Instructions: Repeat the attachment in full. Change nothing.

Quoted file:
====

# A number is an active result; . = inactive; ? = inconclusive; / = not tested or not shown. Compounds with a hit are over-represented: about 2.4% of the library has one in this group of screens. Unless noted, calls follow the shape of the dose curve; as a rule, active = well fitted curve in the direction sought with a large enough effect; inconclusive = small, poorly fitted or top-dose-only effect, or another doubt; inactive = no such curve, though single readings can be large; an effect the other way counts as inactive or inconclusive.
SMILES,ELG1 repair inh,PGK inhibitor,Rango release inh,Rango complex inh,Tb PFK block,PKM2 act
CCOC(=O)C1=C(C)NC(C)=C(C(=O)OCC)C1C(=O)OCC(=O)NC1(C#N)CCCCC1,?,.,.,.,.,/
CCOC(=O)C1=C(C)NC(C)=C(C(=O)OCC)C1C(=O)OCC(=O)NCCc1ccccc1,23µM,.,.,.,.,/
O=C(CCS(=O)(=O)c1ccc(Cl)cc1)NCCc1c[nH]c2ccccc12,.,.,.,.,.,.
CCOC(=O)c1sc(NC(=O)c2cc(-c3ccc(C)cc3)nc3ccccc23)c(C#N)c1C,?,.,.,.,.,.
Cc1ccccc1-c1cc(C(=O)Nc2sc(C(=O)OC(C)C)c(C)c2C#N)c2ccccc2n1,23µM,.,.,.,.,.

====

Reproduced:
# A number is an active result; . = inactive; ? = inconclusive; / = not tested or not shown. Compounds with a hit are over-represented: about 2.4% of the library has one in this group of screens. Unless noted, calls follow the shape of the dose curve; as a rule, active = well fitted curve in the direction sought with a large enough effect; inconclusive = small, poorly fitted or top-dose-only effect, or another doubt; inactive = no such curve, though single readings can be large; an effect the other way counts as inactive or inconclusive.
SMILES,ELG1 repair inh,PGK inhibitor,Rango release inh,Rango complex inh,Tb PFK block,PKM2 act
CCOC(=O)C1=C(C)NC(C)=C(C(=O)OCC)C1C(=O)OCC(=O)NC1(C#N)CCCCC1,?,.,.,.,.,/
CCOC(=O)C1=C(C)NC(C)=C(C(=O)OCC)C1C(=O)OCC(=O)NCCc1ccccc1,23µM,.,.,.,.,/
O=C(CCS(=O)(=O)c1ccc(Cl)cc1)NCCc1c[nH]c2ccccc12,.,.,.,.,.,.
CCOC(=O)c1sc(NC(=O)c2cc(-c3ccc(C)cc3)nc3ccccc23)c(C#N)c1C,?,.,.,.,.,.
Cc1ccccc1-c1cc(C(=O)Nc2sc(C(=O)OC(C)C)c(C)c2C#N)c2ccccc2n1,23µM,.,.,.,.,.